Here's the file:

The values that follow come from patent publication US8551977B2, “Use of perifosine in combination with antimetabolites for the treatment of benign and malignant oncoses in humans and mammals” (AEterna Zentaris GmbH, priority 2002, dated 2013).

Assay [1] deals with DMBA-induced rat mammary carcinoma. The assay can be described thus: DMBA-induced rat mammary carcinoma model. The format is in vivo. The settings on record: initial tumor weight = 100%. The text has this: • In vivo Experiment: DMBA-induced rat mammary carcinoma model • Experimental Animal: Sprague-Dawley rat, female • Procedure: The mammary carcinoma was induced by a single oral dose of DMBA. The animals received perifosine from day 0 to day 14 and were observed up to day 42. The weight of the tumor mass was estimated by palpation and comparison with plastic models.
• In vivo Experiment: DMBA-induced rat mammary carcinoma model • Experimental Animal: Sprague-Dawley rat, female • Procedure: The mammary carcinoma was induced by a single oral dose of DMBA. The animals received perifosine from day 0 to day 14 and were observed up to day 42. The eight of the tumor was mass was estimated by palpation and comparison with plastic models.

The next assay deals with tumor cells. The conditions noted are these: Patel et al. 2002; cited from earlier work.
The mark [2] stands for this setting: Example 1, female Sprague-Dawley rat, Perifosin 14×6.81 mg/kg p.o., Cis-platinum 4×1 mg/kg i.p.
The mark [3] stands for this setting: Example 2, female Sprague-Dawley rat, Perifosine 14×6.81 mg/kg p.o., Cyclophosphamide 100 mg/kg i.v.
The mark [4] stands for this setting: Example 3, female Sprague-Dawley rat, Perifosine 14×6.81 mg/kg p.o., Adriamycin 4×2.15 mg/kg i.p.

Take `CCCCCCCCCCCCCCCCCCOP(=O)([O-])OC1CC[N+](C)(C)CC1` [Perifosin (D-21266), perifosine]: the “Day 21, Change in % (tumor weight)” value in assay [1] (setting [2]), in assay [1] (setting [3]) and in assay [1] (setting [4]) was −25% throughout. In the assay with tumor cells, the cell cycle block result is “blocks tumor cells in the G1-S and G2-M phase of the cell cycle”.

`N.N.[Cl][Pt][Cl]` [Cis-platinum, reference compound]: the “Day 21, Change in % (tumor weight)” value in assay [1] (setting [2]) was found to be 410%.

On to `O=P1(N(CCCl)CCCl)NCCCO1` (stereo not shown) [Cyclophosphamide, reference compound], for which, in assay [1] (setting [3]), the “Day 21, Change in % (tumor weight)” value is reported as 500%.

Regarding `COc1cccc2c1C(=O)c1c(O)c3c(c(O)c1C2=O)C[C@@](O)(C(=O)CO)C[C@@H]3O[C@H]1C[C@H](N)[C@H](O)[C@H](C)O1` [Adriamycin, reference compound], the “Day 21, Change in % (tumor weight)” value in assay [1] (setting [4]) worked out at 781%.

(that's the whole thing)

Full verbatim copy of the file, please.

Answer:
The values that follow come from patent publication US8551977B2, “Use of perifosine in combination with antimetabolites for the treatment of benign and malignant oncoses in humans and mammals” (AEterna Zentaris GmbH, priority 2002, dated 2013).

Assay [1] deals with DMBA-induced rat mammary carcinoma. The assay can be described thus: DMBA-induced rat mammary carcinoma model. The format is in vivo. The settings on record: initial tumor weight = 100%. The text has this: • In vivo Experiment: DMBA-induced rat mammary carcinoma model • Experimental Animal: Sprague-Dawley rat, female • Procedure: The mammary carcinoma was induced by a single oral dose of DMBA. The animals received perifosine from day 0 to day 14 and were observed up to day 42. The weight of the tumor mass was estimated by palpation and comparison with plastic models.
• In vivo Experiment: DMBA-induced rat mammary carcinoma model • Experimental Animal: Sprague-Dawley rat, female • Procedure: The mammary carcinoma was induced by a single oral dose of DMBA. The animals received perifosine from day 0 to day 14 and were observed up to day 42. The eight of the tumor was mass was estimated by palpation and comparison with plastic models.

The next assay deals with tumor cells. The conditions noted are these: Patel et al. 2002; cited from earlier work.
The mark [2] stands for this setting: Example 1, female Sprague-Dawley rat, Perifosin 14×6.81 mg/kg p.o., Cis-platinum 4×1 mg/kg i.p.
The mark [3] stands for this setting: Example 2, female Sprague-Dawley rat, Perifosine 14×6.81 mg/kg p.o., Cyclophosphamide 100 mg/kg i.v.
The mark [4] stands for this setting: Example 3, female Sprague-Dawley rat, Perifosine 14×6.81 mg/kg p.o., Adriamycin 4×2.15 mg/kg i.p.

Take `CCCCCCCCCCCCCCCCCCOP(=O)([O-])OC1CC[N+](C)(C)CC1` [Perifosin (D-21266), perifosine]: the “Day 21, Change in % (tumor weight)” value in assay [1] (setting [2]), in assay [1] (setting [3]) and in assay [1] (setting [4]) was −25% throughout. In the assay with tumor cells, the cell cycle block result is “blocks tumor cells in the G1-S and G2-M phase of the cell cycle”.

`N.N.[Cl][Pt][Cl]` [Cis-platinum, reference compound]: the “Day 21, Change in % (tumor weight)” value in assay [1] (setting [2]) was found to be 410%.

On to `O=P1(N(CCCl)CCCl)NCCCO1` (stereo not shown) [Cyclophosphamide, reference compound], for which, in assay [1] (setting [3]), the “Day 21, Change in % (tumor weight)” value is reported as 500%.

Regarding `COc1cccc2c1C(=O)c1c(O)c3c(c(O)c1C2=O)C[C@@](O)(C(=O)CO)C[C@@H]3O[C@H]1C[C@H](N)[C@H](O)[C@H](C)O1` [Adriamycin, reference compound], the “Day 21, Change in % (tumor weight)” value in assay [1] (setting [4]) worked out at 781%.